Afghanistan 'Green-On-Blue' Attacks Get High-Level Attention

In this Wednesday, May 16, 2012 photo, Afghan National Army soldiers train with their M16 rifle at a firing range at the 203
In this Wednesday, May 16, 2012 photo, Afghan National Army soldiers train with their M16 rifle at a firing range at the 203 Thunder Corps base in Gardez, Paktia province, Afghanistan. A disturbingly high number of so-called "green-on-blue" attacks, a U.S. military term for Afghan soldiers killing their NATO counterparts, has resulted in 35 deaths in 2011 and 22 so far in mid 2012. Col. Asif Khan Saburi, in charge of training army recruits in five provinces, said the increase in attacks prompted a ban on international soldiers being at firing ranges. In May 2011, a U.S. Army team led by a behavioral scientist released a 70-page survey that revealed both Afghans and American soldiers hold disturbingly negative perceptions of the other. (AP Photo/Anja Niedringhaus)

A worrisome trend of American service members being killed by their Afghan counterparts finally got the Commander-in-Chief treatment on Monday -- and may soon receive the full attention of Capitol Hill.

President Obama spoke at length on Monday about the rise of what the military calls "green-on-blue" attacks -- when a western service member is killed by a member of the Afghan national security forces.

"Obviously we've been watching with deep concern these so-called green-on-blue attacks," Obama said during a surprise appearance before the White House press corps. "We are already doing a range of things, and we're seeing some success when it comes to better counterintelligence, making sure that the vetting process for Afghan troops is stronger. And we've got what's called the Guardian Angel program, to make sure that our troops aren’t in isolated situations that might make them more vulnerable. But obviously we're going to have to do more, because there has been an uptick over the last 12 months on this."

Later in the day, Rep. Duncan Hunter (R-Calif.) distributed a letter he had sent to the Chairman of the House Armed Services Committee, Buck McKeon (R-Calif.), calling on him to hold a hearing specifically on the attacks.

"While the threat of 'green-on-blue' attacks has been constant, the growing frequency of these attacks is alarming," Hunter wrote in the letter. "It is my recommendation that the committee conduct a hearing on the issue of 'green-on-blue' attacks or, at the very least, request a briefing by the proper Department of Defense officials."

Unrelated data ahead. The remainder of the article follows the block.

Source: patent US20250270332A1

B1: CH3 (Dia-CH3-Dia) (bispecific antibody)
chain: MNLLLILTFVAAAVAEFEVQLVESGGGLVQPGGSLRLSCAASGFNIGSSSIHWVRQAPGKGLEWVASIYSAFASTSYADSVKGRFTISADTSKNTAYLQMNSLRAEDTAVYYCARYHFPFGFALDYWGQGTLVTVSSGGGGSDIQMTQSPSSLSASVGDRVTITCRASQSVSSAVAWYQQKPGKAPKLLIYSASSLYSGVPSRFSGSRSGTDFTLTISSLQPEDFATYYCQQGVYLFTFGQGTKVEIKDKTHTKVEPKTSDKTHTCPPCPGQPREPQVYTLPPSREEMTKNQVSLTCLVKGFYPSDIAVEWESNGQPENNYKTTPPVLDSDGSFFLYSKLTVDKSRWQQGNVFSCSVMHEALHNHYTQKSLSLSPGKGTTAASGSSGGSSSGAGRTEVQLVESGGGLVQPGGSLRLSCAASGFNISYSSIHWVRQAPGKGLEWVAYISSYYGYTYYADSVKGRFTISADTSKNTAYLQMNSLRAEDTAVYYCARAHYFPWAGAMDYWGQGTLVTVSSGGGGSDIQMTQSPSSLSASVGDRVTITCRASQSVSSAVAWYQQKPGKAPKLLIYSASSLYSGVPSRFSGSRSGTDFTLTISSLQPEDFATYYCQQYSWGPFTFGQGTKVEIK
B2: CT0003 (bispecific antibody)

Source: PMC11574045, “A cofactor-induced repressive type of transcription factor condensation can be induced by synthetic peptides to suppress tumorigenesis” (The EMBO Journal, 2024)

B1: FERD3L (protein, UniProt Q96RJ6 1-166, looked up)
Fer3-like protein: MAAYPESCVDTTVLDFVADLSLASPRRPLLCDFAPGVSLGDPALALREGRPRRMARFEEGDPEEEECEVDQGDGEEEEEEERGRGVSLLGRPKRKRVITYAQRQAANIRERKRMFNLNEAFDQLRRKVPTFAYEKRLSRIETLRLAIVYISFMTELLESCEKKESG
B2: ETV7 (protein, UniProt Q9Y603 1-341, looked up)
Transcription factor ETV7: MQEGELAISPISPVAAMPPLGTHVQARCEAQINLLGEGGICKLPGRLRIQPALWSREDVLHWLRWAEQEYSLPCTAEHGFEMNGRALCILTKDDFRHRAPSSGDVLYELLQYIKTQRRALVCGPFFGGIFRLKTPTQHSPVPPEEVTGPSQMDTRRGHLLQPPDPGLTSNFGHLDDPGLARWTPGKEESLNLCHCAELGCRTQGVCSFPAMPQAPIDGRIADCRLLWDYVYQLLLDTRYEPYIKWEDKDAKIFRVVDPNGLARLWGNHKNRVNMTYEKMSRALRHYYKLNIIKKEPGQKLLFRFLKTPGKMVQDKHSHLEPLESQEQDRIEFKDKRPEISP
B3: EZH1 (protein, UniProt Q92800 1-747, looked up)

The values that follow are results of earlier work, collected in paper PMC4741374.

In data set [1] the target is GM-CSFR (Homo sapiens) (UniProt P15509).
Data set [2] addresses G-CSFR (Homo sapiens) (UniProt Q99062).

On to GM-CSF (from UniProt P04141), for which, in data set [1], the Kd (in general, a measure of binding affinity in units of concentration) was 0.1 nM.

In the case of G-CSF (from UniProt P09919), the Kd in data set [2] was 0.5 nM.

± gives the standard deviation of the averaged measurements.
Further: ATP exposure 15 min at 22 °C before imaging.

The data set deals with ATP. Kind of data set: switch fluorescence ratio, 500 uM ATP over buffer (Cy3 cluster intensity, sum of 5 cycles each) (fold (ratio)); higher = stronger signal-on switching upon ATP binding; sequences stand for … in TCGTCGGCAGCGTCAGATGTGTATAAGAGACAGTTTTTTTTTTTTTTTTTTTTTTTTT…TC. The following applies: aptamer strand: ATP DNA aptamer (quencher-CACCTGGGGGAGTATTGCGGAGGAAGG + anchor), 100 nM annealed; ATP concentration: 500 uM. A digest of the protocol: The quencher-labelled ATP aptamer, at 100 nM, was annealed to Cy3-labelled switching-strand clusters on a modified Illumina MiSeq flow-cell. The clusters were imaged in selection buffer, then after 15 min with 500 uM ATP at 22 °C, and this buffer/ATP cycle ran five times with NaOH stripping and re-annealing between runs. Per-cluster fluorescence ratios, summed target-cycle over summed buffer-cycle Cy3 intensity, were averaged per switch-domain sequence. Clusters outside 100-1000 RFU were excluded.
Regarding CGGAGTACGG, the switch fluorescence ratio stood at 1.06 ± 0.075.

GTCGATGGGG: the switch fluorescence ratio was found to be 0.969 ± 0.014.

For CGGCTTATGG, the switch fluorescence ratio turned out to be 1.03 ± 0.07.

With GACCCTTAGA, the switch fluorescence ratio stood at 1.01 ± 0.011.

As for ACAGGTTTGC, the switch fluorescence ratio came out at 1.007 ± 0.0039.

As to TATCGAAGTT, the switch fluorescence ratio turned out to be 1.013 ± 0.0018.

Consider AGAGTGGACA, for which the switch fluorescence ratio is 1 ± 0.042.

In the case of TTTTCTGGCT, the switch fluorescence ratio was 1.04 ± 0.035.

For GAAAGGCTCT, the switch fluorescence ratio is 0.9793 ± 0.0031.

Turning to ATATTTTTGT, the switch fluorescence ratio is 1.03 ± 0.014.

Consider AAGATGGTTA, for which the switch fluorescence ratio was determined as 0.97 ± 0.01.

It was a move that many Afghanistan watchers considered long overdue. Some 35 such attacks have occurred so far this year -- more than any previous year -- and the numbers appear to be spiking: In the past two weeks, 10 Americans have been killed by "friendly" Afghan security forces.

In one recent incident, a newly sworn-in local policeman was handed his official AK-47 at his graduation ceremony last Friday, and immediately began firing, killing two American trainers.

Last week, commanders in Afghanistan ordered that all American military personnel keep their personal firearms loaded while on bases -- normally they remove all ammunition before entering the secured facilities. They also ordered a name change: green-on-blue incidents would now be known as "insider attacks."

Also on Monday, the Chairman of the Joint Chiefs of Staff, Army Gen. Martin Dempsey, was in Kabul to meet with the commander of U.S. forces there, Gen. John Allen, to talk about how to stem the tide of killings.

But back in Washington, where policymakers continue to vote on troop funding and most attention is deflected toward a political campaign focused largely on the economy, the rise in green-on-blue attacks has drawn something closer to silence.

"The issue of insider attacks has been raised -- though within the context of broader topics," wrote Rep. Hunter in his letter.

In a response to Hunter, Claude Chafin, a spokesman for the House Armed Services Committee, said the issue of green-on-blue attacks "has commanded significant attention this year," including in two hearings, although it was not immediately clear what hearings he was referring to.

Research conducted by The Huffington Post showed only seven occasions in which "green on blue" incidents have come up during congressional hearings over the past year. Many of them involved a single congressman making a statement about a constituent of his who was killed in this way, or asking a cursory question of the senior military official who happened to be testifying before the panel.